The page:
Thursday, February 9, 2012

Does it matter that Eurozone banks are pledging more and more of their assets to the ECB?

With the unsecured Eurozone bank debt market essentially frozen like a block of ice, does it matter that more and more of the assets of the Eurozone banks are being pledged to the ECB?

Said a different way.

While existing unsecured Eurozone bank debt holders are becoming structurally subordinated to the ECB, does this matter given that these debt holders are not rolling over their existing debt, but instead taking their investment and going elsewhere?

Isn't it also true that government deposit guarantees are becoming structurally subordinated to the ECB as the ECB has first claim to the pledged assets?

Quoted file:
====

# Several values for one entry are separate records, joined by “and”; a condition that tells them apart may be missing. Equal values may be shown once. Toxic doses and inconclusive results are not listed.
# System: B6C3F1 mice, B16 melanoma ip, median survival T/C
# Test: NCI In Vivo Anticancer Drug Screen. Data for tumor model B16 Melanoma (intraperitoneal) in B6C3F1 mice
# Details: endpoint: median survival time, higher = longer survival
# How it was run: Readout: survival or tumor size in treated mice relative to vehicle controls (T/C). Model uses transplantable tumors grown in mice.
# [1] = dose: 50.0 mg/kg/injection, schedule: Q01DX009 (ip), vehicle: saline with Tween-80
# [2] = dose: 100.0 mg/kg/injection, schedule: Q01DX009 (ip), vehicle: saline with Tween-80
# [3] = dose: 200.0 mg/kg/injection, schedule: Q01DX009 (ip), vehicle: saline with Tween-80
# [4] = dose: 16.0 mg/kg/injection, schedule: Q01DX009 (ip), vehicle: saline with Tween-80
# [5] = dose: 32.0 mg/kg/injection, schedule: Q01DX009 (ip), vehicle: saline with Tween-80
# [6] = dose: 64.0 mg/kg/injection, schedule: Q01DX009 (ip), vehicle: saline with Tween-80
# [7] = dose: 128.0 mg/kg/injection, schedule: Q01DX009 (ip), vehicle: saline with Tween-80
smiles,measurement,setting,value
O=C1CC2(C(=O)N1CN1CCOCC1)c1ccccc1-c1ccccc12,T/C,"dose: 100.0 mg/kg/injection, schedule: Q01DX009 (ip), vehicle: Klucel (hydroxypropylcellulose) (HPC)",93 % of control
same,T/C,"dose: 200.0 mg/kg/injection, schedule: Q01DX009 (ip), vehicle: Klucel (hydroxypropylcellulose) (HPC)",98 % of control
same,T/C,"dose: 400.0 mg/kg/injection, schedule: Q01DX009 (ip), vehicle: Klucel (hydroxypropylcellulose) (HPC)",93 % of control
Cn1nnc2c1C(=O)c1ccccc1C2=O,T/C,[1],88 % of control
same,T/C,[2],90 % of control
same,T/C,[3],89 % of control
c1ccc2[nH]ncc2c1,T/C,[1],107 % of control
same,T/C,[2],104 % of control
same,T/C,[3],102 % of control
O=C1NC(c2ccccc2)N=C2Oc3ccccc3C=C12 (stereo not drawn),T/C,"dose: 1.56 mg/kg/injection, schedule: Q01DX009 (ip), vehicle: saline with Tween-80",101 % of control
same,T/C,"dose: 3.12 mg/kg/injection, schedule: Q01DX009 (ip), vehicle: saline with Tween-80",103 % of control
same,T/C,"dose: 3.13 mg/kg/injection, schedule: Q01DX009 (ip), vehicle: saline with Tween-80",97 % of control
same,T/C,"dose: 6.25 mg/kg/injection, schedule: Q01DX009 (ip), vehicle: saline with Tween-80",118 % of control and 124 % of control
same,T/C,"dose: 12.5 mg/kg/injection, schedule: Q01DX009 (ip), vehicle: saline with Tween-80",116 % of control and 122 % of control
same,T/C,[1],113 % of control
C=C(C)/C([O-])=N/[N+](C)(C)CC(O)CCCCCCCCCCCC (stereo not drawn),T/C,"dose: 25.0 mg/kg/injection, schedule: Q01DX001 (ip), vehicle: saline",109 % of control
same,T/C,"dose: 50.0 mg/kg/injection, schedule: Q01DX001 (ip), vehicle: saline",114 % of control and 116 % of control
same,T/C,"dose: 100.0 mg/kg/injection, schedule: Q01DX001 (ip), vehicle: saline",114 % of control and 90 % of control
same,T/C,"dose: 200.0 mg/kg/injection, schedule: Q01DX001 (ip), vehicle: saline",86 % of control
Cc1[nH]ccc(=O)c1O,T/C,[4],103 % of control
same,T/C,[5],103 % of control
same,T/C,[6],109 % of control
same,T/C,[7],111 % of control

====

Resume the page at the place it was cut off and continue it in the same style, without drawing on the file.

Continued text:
Finally, isn't the issue of structural subordination just a symptom of the real problem:  no one knows if Eurozone banks are solvent or not.

Solvency is defined as the market value of the bank's assets exceeds the book value of its liabilities.

If a bank is insolvent by this definition, then the follow-up question is 'how large is the shortfall?'

It is entirely possible that the market value of the bank's assets is less than the book value of its guaranteed deposits.  In this case, the ECB is clearly increasing the amount at risk for the government guarantor -- the government guarantee has effectively become the 'equity' supporting the bank -- and the unsecured debt holders have to be happy with additional borrowing from the ECB as it is used to pay them out at maturity when they would otherwise not be entitled to repayment.

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